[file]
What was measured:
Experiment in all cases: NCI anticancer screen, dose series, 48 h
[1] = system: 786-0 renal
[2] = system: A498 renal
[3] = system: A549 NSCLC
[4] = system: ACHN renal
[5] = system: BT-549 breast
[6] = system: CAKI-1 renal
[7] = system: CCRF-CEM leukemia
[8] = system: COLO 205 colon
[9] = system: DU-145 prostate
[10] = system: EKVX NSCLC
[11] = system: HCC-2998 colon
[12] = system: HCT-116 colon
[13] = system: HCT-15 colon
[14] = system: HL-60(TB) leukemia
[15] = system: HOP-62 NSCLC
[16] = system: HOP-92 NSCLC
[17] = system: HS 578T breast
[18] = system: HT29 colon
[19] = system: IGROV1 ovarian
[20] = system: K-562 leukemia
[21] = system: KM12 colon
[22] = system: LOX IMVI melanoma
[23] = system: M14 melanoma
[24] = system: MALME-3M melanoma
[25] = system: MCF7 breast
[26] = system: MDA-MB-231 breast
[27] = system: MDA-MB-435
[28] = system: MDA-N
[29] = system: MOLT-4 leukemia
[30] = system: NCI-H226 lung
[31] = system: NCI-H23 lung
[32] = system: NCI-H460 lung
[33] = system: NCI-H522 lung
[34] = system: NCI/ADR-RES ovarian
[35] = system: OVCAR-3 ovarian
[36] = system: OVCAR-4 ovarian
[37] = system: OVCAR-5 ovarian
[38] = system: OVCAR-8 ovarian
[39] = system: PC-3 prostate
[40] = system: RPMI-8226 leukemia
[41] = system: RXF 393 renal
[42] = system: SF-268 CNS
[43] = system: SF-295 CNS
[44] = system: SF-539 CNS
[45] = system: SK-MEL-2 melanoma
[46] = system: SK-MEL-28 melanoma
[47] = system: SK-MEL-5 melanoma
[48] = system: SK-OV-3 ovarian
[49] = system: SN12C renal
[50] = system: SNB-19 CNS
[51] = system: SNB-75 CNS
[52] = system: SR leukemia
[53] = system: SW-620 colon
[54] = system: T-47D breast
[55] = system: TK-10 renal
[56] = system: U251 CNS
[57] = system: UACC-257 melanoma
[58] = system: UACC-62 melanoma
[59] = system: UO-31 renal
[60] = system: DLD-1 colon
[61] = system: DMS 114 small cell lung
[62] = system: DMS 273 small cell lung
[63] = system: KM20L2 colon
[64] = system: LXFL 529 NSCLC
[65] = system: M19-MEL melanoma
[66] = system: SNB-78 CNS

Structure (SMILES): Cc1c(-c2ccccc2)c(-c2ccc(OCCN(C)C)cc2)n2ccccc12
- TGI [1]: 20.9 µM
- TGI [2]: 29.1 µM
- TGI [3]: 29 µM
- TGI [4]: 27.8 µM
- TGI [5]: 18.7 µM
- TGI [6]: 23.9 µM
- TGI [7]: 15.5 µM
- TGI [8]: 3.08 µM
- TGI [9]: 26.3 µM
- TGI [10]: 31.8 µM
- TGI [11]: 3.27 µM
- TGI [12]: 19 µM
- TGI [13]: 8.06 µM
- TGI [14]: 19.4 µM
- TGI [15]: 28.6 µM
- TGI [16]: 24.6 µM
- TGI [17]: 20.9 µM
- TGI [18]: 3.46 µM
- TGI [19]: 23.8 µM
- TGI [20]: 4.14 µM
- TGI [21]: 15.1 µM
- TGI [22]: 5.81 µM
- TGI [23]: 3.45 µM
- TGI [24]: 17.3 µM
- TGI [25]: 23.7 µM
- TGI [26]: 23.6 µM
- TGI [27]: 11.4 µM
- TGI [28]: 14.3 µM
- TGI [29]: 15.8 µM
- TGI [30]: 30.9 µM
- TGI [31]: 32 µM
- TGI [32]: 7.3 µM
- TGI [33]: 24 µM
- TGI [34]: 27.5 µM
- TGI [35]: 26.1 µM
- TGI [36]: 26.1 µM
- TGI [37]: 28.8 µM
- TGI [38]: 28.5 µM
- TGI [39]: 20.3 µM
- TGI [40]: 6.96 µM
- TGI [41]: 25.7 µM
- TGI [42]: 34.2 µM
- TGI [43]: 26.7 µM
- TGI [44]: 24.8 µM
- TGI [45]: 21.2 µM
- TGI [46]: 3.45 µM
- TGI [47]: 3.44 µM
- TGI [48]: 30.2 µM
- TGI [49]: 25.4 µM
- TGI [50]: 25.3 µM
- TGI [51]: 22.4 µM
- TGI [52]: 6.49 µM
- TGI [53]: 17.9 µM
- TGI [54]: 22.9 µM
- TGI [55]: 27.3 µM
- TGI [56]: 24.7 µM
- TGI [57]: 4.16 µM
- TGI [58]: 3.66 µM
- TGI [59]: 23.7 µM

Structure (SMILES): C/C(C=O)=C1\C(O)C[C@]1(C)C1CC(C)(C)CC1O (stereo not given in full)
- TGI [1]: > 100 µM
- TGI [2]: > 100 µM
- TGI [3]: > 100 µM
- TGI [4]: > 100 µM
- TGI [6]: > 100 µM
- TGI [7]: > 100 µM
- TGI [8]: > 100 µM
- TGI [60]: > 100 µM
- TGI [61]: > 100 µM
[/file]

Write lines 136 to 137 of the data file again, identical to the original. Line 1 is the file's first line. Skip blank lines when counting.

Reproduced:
- TGI [8]: > 100 µM
- TGI [60]: > 100 µM